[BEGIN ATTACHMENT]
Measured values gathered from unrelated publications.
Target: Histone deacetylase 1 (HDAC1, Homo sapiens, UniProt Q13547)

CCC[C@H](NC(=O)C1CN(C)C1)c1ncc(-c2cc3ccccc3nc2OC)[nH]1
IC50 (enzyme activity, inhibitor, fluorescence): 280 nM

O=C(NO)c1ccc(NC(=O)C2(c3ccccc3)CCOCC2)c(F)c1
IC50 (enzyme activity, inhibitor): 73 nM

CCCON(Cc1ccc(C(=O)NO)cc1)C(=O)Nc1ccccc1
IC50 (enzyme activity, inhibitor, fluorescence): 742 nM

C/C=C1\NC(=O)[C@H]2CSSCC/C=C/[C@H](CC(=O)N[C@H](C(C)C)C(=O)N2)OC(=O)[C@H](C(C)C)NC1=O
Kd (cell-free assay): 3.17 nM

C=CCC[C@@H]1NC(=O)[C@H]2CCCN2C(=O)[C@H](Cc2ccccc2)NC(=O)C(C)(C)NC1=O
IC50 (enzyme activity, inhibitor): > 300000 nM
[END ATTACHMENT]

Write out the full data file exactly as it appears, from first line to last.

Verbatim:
Measured values gathered from unrelated publications.
Target: Histone deacetylase 1 (HDAC1, Homo sapiens, UniProt Q13547)

CCC[C@H](NC(=O)C1CN(C)C1)c1ncc(-c2cc3ccccc3nc2OC)[nH]1
IC50 (enzyme activity, inhibitor, fluorescence): 280 nM

O=C(NO)c1ccc(NC(=O)C2(c3ccccc3)CCOCC2)c(F)c1
IC50 (enzyme activity, inhibitor): 73 nM

CCCON(Cc1ccc(C(=O)NO)cc1)C(=O)Nc1ccccc1
IC50 (enzyme activity, inhibitor, fluorescence): 742 nM

C/C=C1\NC(=O)[C@H]2CSSCC/C=C/[C@H](CC(=O)N[C@H](C(C)C)C(=O)N2)OC(=O)[C@H](C(C)C)NC1=O
Kd (cell-free assay): 3.17 nM

C=CCC[C@@H]1NC(=O)[C@H]2CCCN2C(=O)[C@H](Cc2ccccc2)NC(=O)C(C)(C)NC1=O
IC50 (enzyme activity, inhibitor): > 300000 nM